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University of Bedfordshire

UCAS Code: L501 | Bachelor of Science (with Honours) - BSc (Hons)

Entry requirements

A level

B,B,C

112 UCAS Tariff points

Pearson BTEC Level 3 National Extended Diploma (first teaching from September 2016)

DMM

112 UCAS Tariff points

UCAS Tariff

112

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About this course

Course option

3years

Full-time | 2024

Subject

Social work

This degree prepares you to work in a rapidly changing, complex and unpredictable sector, offering the most up-to-the-minute knowledge, skills and practice. With a focus on applying theory to practice, it combines work-placement experience, practical skills development and academic study. You explore every aspect of the professional social work role; how it relates to other areas; and the ethical challenges of balancing initiative with accountability.

**Course Accreditation/Industry Endorsement**
- This course is approved by Social Work England. Upon graduation, you are eligible to register as a qualified social worker, able to work in the sector across the UK.

**Facilities and Specialist Equipment**
- Four-storey library with an extensive range of physical and digital resources.

- Specialist labs, lecture theatres and bespoke group study spaces.

- State-of-the-art simulation suites, mirroring real-life settings you may experience.

**Partnerships and Collaborations**
- Benefit from the University of Bedfordshire’s partnerships with councils and NHS trusts across our region, working together to train the next generation of health and social care workers.

**Your Student Experience**
- Progress with the support of academic staff who have all been practising social workers, some of whom continue to practise alongside their academic work.

- Learn from academics involved in current research and practice, ensuring their teaching includes the latest developments while preparing you for the realities of the field.

- Put your theoretical knowledge into action with our work-based approach to learning, from hands-on simulations and real-world case studies to industry placements and a research project of your choosing.

- Work alongside service users, social workers and students from related degrees, learning from their broad range of backgrounds and knowledge bases.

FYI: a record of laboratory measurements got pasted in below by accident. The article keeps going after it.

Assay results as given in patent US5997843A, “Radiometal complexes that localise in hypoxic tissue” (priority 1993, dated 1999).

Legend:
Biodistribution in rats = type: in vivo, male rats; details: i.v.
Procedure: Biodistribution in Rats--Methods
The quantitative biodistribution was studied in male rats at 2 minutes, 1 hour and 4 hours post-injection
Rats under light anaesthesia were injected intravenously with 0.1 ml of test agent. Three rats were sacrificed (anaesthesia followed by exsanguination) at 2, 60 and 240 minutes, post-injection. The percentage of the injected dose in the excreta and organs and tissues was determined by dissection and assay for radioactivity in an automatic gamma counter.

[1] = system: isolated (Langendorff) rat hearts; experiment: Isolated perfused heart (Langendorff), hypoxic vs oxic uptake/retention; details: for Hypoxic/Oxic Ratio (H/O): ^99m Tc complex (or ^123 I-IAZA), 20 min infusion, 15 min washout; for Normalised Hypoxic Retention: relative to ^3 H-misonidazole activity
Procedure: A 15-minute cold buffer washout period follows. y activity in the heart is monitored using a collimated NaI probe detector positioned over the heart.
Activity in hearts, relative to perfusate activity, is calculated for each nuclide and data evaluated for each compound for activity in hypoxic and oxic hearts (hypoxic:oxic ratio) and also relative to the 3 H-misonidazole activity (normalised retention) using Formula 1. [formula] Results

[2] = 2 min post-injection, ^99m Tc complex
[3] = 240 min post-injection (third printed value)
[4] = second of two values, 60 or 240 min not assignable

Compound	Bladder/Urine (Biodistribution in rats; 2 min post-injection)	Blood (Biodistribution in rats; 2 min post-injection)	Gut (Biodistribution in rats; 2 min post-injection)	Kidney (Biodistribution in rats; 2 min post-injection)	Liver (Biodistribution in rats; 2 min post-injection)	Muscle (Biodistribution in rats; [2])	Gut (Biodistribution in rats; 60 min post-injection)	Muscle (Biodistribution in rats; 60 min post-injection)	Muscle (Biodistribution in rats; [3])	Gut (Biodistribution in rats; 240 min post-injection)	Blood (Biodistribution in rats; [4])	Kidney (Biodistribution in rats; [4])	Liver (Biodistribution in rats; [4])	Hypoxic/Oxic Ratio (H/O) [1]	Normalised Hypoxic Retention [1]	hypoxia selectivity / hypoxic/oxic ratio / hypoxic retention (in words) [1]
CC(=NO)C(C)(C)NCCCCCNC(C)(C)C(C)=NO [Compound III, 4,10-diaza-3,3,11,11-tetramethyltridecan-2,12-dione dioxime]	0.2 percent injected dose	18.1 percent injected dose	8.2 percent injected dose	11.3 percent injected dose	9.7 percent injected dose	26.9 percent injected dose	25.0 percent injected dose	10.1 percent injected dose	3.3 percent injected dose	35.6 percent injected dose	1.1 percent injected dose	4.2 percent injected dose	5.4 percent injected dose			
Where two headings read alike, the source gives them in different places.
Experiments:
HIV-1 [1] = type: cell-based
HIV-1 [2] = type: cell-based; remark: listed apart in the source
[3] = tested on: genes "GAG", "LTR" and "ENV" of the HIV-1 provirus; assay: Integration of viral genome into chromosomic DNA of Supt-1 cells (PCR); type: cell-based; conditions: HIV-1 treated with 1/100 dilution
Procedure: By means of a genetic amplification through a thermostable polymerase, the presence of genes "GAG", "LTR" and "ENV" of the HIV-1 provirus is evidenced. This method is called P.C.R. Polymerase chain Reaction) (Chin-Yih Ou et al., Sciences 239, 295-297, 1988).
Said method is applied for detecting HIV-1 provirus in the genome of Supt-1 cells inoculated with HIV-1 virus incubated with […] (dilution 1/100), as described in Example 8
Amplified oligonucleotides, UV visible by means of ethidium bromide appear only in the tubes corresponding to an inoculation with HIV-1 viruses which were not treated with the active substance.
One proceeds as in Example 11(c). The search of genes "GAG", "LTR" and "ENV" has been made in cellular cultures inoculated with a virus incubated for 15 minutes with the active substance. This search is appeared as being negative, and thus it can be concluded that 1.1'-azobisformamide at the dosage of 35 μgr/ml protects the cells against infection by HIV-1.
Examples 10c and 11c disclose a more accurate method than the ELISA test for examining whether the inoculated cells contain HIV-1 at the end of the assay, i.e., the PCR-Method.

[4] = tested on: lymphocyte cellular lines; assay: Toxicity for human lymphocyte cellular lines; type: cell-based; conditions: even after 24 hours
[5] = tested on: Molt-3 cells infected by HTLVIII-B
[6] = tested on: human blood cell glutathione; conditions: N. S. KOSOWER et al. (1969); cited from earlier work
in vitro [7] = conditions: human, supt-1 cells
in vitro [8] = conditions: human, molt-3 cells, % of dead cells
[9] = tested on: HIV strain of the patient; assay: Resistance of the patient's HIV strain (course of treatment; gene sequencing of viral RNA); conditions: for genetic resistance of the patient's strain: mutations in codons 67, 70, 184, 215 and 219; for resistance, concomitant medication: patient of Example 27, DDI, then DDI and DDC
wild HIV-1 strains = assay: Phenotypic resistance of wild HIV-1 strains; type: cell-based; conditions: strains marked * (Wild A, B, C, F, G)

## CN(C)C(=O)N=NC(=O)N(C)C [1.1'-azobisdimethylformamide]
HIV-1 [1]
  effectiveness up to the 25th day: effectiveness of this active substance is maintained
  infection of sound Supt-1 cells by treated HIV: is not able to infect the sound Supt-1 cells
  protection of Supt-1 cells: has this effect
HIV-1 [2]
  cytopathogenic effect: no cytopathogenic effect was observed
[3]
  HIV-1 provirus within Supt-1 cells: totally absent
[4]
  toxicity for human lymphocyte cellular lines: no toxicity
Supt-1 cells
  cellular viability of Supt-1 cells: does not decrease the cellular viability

- Develop key transferable skills that will boost your career prospects.

- Fulfil your potential with teaching in small cohorts and guidance from your personal academic tutor.

Modules

Areas of study may include:
- Social work process
- Human growth and development
- Foundations for social work practice
- Diversity and difference
- Professional practice in a range of social work and related agencies
- Social work theory and methods of intervention
- Working within and across different welfare contexts
- Understanding the experiences of people who use services

Every effort is made to ensure this information is accurate at the point of publication on the UCAS website. For the most up-to-date information, please refer to our website.

Tuition fees

Select where you currently live to see what you'll pay:

Channel Islands
£9,250
per year
England
£9,250
per year
Northern Ireland
£9,250
per year
Republic of Ireland
£9,250
per year
Scotland
£9,250
per year
Wales
£9,250
per year

The Uni

Course locations:

Bedford Campus

Luton Campus

Department:

School of Society, Community and Health

Read full university profile

What students say

We've crunched the numbers to see if overall student satisfaction here is high, medium or low compared to students studying this subject(s) at other universities.

83%
Social work

How do students rate their degree experience?

The stats below relate to the general subject area/s at this university, not this specific course. We show this where there isn’t enough data about the course, or where this is the most detailed info available to us.

Social work

Teaching and learning

88%
Staff make the subject interesting
94%
Staff are good at explaining things
83%
Ideas and concepts are explored in-depth
94%
Opportunities to apply what I've learned

Assessment and feedback

Feedback on work has been timely
Feedback on work has been helpful
Staff are contactable when needed
Good advice available when making study choices

Resources and organisation

75%
Library resources
83%
IT resources
85%
Course specific equipment and facilities
56%
Course is well organised and has run smoothly

Student voice

Staff value students' opinions
Feel part of a community on my course

Who studies this subject and how do they get on?

99%
UK students
1%
International students
16%
Male students
84%
Female students
48%
2:1 or above
9%
First year drop out rate

Most popular A-Levels studied (and grade achieved)

C
C
A

After graduation

The stats in this section relate to the general subject area/s at this university – not this specific course. We show this where there isn't enough data about the course, or where this is the most detailed info available to us.

Social work

What are graduates doing after six months?

This is what graduates told us they were doing (and earning), shortly after completing their course. We've crunched the numbers to show you if these immediate prospects are high, medium or low, compared to those studying this subject/s at other universities.

£18,000
low